[4] A second hypothesis is that whistler fluctuations at frequencies below the electron cyclotron frequency contribute to short-wavelength turbulence. Whistlers are often observed in the solar wind [*Beinroth and Neubauer*, 1981; *Lengyel-Frey et al.*, 1996]. Simulations of whistler turbulence using three-dimensional electron magnetohydrodynamic (EMHD) fluid models [*Biskamp et al.*, 1999; *Cho and Lazarian*, 2004, 2009; *Shaikh*, 2009] typically show a forward cascade to steep magnetic spectra with *k*^{−7/3}, and anisotropies similar to those of the inertial range with greater fluctuation energy at quasi-perpendicular propagation. Two-dimensional particle-in-cell (PIC) simulations of whistler turbulence [*Gary et al.*, 2008, 2010; *Saito et al.*, 2008, 2010; *Svidzinski et al.*, 2009], which include full kinetic effects such as Landau and cyclotron wave-particle interactions, also demonstrate forward cascades to anisotropic magnetic spectra with very steep wave number dependences (e.g., *k*_{⊥}^{−4}). *Camporeale and Burgess* [2011] also have used two-dimensional PIC simulations to study the forward cascade of magnetic turbulence at electron scales. Here we describe the first PIC simulations to examine the forward cascade of whistler turbulence in a fully three-dimensional plasma model.

[5] Our simulation results are derived from a three-dimensional electromagentic particle-in-cell code 3D EMPIC described by *Wang et al.* [1995]. In this code, plasma particles are pushed using a standard relativistic particle algorithm; currents are deposited using a rigorous charge conservation scheme [*Villasenor and Buneman*, 1992]; and the self-consistent electromagnetic field is solved using a local finite difference time domain solution to the full Maxwell's equations.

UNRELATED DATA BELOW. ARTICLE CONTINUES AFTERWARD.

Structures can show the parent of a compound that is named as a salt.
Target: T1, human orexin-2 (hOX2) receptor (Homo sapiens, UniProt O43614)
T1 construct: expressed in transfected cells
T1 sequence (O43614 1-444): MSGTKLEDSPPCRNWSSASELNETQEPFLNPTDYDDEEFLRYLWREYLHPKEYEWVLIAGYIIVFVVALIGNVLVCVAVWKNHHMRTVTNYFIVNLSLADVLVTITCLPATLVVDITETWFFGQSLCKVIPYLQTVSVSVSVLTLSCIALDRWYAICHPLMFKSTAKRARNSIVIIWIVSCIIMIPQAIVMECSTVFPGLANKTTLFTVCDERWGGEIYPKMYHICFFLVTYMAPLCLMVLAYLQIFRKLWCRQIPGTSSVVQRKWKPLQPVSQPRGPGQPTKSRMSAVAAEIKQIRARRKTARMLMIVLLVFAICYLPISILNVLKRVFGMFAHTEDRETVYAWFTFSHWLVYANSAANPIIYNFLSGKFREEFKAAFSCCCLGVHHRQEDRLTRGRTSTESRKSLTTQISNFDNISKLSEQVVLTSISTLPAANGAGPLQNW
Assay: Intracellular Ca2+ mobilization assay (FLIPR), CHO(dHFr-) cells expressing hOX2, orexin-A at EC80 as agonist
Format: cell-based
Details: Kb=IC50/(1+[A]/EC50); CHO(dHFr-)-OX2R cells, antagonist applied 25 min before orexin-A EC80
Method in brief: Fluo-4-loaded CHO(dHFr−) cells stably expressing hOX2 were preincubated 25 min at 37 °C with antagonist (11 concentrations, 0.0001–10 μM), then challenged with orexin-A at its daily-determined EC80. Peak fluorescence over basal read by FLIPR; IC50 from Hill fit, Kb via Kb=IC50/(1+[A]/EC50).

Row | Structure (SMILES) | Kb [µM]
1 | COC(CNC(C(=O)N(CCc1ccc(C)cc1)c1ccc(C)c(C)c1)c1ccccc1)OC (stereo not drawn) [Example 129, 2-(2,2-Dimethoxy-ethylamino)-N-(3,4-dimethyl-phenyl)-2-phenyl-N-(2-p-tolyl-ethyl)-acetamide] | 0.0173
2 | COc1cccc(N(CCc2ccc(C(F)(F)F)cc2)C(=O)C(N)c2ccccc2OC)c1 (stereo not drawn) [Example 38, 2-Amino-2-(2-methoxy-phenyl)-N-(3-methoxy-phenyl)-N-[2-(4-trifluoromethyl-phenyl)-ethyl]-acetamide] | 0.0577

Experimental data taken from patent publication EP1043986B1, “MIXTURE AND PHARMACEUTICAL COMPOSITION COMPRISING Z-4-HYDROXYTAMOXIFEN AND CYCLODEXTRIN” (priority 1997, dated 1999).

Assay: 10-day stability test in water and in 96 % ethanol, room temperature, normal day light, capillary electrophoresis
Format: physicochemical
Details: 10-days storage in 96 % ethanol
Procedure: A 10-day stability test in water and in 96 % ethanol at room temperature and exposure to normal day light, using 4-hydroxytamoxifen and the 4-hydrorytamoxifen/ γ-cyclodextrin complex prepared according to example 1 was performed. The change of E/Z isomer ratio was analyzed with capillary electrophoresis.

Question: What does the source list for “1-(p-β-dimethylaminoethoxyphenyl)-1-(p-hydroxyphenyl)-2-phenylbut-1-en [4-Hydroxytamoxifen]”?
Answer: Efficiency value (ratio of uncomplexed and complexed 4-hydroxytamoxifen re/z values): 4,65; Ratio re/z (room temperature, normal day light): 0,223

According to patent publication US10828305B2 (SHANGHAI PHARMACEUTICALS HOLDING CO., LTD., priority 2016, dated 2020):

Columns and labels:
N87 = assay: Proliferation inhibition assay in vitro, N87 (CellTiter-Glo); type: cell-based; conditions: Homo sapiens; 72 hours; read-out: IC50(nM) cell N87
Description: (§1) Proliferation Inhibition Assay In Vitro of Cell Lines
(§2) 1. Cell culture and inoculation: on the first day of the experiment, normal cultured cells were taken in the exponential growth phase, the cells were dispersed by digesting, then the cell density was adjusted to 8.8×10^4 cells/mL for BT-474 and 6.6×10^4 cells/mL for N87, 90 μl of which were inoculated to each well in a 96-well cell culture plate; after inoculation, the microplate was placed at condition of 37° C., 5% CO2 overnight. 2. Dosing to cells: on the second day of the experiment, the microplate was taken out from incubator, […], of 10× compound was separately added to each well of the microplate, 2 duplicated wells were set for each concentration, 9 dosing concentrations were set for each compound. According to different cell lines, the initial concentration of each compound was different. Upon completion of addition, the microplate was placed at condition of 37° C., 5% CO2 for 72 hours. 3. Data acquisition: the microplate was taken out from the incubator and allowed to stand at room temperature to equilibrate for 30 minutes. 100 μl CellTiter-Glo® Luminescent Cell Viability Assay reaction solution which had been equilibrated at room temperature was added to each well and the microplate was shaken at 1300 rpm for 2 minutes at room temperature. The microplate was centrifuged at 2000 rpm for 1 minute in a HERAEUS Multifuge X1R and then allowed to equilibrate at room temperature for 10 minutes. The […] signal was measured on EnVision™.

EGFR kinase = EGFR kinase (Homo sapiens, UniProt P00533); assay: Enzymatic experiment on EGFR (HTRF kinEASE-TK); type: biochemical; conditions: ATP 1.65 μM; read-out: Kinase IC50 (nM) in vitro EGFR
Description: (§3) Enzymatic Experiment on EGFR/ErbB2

[6] We denote the *j*th species plasma frequency as *ω*_{j} ≡ , the *j*th species cyclotron frequency as Ω_{j} ≡ *e _{j}B_{o}*/

*m*, and

_{j}c*β*

_{∥j}≡ 8

*πn*

_{j}k_{B}T_{∥j}/

*B*

_{o}

^{2}. We consider an electron-proton plasma where subscript

*e*denotes electrons and

*p*stands for protons.

[7] Here “three-dimensional” means that the simulation includes variations in three spatial dimensions, as well as calculating the full three-dimensional velocity space response of each ion and electron superparticle. The plasma is homogeneous with periodic boundary conditions. The uniform background magnetic field is **B**_{o} = *B*_{o} so that the subscripts *z* and ∥ represent the same direction. Thus **k** = *k*_{x} + *k*_{y} + *k*_{∥} and *k*_{⊥} = . We define two-dimensional reduced energy spectra by summation over the third Cartesian wave vector component, e.g.,

In contrast, the one-dimensional reduced spectra for *k*_{⊥} are obtained by summing the energy over both *k*_{∥} and concentric annular regions in *k _{x}-k_{y}* space. The total fluctuating magnetic energy density is obtained by summing over all simulation wave vectors, and the spectral anisotropy angle θ

_{B}is defined via

An isotropic spectrum corresponds to tan^{2}θ_{B} = 1.0. In the evaluation of each of these quantities, the wave number range of the summations is over the cascaded fluctuations; i.e., 0.55 ≤ ∣*kc*/*ω*_{e}∣ ≤ 3.0.